Ashton Applewhite stands before a room of dozens of people expecting to hear the same ‘ol spiel. Instead, she poses a question:
“What is every person in this room going to become?”
When no one offers an answer she continues. “Older. The prospect has an awful lot of us scared stiff.”
A renewed focus on ageism—discrimination on the basis of age—marked the 21st annual Pioneer Network conference, which recently took place in Denver. Ashton’s question kicked off an all-day intensive workshop called From Awareness to Advocacy: From Ageism to Age Pride. She was joined by anti-ageism advocates Mel Coppola, Sister Imelda, and Carmen Bowmen.
“We’re planning to launch an initiative in 2019 that has international, national, state and community impact,” said Pioneer Network CEO Penny Cook. “Ageism is one part of our focus to change the lens of aging.” Penny continued that in order to change the culture of caring for our elders, we need to change the way aging is viewed in our society.
More than 700 people attended the conference, a potent mix of newcomers and veterans of the movement. From Awareness to Advocacy: From Ageism to Age Pride was a highlight. “The ageism session was fantastic,” one attendee said. “I learned as much from other participants as I did from the guides. They did a great job at making it interactive.”
Ashton shifted consciousness by first turning the concept of successful aging on its head. Together we explored how damaging it can be to set the measure anywhere other than waking up in the morning for success. When we set markers for success that are not achievable, we create shame and markets for anti-aging products. Recognizing the gifts that aging has to give is paramount. And the first step to being able to do that is dismantling the ageism at the root of the negative perceptions.
“I’m not saying that getting older is easy,” Ashton went on to explain. “We’re all worried about some aspect of it, whether of running out of money, or getting sick, or ending up alone— and those fears are legitimate and real. But it never dawns on most of us that the experience of reaching old age — or middle age, or even aging past youth — can be better or worse depending on the culture in which it takes place.”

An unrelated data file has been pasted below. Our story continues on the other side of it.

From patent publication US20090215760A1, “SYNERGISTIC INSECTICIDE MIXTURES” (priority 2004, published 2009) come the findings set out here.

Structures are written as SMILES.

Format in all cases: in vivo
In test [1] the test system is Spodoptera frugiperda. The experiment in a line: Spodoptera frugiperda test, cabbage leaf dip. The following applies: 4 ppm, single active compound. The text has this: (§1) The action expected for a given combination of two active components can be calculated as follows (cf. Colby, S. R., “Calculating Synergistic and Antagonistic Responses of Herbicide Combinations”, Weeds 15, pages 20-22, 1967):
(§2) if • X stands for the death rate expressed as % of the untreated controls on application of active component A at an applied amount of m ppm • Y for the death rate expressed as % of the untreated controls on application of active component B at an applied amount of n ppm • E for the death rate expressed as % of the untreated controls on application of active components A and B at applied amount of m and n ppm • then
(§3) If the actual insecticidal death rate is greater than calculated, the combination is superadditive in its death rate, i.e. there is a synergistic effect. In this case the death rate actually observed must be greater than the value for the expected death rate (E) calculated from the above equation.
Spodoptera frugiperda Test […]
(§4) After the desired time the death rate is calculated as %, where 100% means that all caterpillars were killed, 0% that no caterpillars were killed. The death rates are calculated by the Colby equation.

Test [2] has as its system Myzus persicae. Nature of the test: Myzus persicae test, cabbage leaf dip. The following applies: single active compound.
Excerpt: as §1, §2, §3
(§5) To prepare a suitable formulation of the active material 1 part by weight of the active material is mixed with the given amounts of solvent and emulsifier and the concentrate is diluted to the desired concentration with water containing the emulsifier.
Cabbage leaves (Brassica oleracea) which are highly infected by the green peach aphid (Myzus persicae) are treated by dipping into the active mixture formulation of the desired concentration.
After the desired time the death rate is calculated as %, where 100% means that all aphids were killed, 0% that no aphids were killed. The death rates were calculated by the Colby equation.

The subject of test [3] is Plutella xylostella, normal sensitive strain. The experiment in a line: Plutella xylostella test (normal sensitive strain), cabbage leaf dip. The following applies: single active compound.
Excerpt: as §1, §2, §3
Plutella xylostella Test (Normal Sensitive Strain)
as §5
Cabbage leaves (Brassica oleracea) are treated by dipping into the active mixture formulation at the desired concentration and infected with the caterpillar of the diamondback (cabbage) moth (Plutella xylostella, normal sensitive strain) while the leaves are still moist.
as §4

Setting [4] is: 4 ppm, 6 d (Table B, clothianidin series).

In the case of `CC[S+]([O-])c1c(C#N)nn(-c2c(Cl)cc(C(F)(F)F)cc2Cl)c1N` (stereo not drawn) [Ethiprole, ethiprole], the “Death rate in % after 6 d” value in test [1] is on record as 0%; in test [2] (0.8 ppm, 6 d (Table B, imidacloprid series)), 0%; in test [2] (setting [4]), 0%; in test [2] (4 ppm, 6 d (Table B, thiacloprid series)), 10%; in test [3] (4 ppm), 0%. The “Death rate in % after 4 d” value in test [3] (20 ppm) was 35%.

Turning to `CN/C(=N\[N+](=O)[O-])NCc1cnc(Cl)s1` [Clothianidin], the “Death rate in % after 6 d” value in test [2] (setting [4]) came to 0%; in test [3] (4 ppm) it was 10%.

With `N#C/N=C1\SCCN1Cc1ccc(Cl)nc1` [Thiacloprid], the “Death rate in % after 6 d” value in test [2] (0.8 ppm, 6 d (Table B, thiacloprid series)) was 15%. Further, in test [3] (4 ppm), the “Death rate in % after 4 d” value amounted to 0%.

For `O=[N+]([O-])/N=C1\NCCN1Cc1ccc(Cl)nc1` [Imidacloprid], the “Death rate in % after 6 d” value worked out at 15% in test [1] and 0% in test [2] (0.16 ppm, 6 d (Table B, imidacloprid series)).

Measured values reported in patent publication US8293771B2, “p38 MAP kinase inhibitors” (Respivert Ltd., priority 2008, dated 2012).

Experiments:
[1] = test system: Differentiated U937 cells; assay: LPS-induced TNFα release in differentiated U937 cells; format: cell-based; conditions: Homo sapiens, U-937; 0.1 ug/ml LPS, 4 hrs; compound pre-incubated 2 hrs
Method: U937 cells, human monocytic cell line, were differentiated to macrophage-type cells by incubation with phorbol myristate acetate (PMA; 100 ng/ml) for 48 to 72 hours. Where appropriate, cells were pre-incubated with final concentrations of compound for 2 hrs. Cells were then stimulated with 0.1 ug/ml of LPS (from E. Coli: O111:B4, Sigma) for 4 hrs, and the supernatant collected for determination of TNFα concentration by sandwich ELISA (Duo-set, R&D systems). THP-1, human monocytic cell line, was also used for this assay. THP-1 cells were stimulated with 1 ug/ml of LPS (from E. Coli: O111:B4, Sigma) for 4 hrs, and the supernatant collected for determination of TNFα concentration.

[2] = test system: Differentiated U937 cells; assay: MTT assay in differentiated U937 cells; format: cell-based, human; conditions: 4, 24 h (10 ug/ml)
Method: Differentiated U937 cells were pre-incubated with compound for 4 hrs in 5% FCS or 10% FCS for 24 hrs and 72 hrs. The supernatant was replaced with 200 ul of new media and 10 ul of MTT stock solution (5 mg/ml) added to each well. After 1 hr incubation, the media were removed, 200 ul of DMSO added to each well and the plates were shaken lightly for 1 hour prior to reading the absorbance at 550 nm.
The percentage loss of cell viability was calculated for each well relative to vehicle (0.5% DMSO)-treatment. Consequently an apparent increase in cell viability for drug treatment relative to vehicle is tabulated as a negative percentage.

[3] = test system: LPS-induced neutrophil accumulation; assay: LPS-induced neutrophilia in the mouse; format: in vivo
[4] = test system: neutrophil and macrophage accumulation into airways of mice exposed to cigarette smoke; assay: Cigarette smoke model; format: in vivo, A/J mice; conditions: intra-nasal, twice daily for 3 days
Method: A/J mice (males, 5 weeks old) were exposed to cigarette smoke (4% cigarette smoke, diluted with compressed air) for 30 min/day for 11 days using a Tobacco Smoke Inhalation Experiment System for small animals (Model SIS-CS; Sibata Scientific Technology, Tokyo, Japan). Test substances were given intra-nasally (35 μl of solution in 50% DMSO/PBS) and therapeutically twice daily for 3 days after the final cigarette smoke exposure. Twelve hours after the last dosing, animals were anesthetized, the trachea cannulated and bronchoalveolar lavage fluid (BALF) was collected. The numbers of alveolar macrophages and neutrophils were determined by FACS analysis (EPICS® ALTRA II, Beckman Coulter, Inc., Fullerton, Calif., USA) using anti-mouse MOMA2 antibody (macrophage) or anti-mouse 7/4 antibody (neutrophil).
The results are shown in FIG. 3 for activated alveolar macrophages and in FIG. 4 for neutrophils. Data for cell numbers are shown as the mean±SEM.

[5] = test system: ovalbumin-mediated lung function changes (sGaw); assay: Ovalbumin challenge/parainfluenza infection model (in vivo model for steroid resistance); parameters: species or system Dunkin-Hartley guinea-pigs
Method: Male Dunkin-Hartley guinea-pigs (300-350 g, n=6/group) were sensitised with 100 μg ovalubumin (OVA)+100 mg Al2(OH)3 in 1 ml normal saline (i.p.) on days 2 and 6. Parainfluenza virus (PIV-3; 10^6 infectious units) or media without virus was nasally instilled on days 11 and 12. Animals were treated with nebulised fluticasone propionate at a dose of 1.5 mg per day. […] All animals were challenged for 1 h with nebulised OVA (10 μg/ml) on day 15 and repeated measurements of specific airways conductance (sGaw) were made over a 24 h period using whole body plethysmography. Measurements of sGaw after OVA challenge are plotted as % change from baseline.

During the intensive, lots of space was given to the wisdom in the room. Each of us had a chance to draw on and share what we have experienced. The personal experiences were varied and awe-inspiring. The eclectic audience included past and present CEOs of the Eden Alternative Chris Perna and Jill Vitale-Aussem, several of Pioneer Network’s founders, elders living in long-term care, long-term care staff, surveyors, ombudsman, academics such as Wendy Lustbader, culture change veterans like Laura Beck, a group of nuns, new blood such as Jenna Dion, continuing care leadership such as Amy Gorley, health care C-suites like Tammy Marshall and more.
In addition to Ashton’s talk about ageism, Carmen Bowmen illuminated the importance of moving from fake to real in long-term care. Sister Imelda and Mel Coppola led the group in spirited discussions. Throughout the day ideas were galvanized into seeds of change to take home.
For decades, there has been a “culture change movement” led by Pioneer Network, ChangingAging, The Eden Alternative, and others. Ageism is at the root of the change we’re all looking for. Ageism is one of, if not the, biggest obstacles to creating a culture which reduces the unnecessary suffering we currently pile on the experience of aging through prejudice.
“It doesn’t make much sense to go through life pretending that something that’s happening to us is never going to happen to us,” Ashton pointed out. “But that’s how most of us act when it comes to getting older. Ageism feeds on that denial: our reluctance to acknowledge that we are aging—all of us, right now. If there’s a lot more road behind you than ahead, you might even be old.”
Awareness about ageism is the first step towards fighting it. But change happens through action, both internal and external. We need to check our own internal biases and work to shift them. (Curious how age biased you are? Take this test created by Harvard’s Project Implicit) We need actionable tools and resources to bring about change in our communities.
Ashton has long dreamed of a clearinghouse where people can find the resources they need to dismantle ageism. Near the end of the day, she was able to share that this dream had become a reality, OldSchool.info. I was honored to be able to announce the project we have been working on with fellow age activist Ryan Backer.
“Movements need people. (That would be you),” Ashton wrote in her blog post announcing OldSchool.info. “Movements need purpose (To make the world a better place in which to grow old. And, while we’re at it, to be young, or have a disability, or be queer or non-rich or non-white.) And movements need tools.”
In the weeks since the conference, actionable ideas sparked in that room have already taken root. For example, during the workshop, Jill Vitale-Aussem shared a story. That story became a blog post. The blog post inspired Pioneer Network, The Eden Alternative, and LeadingAge to collaborate on a letter that acts as an agent to promote change. I can’t wait to see the stories that come from this initiative. There is a spirit now of coming together around ageism.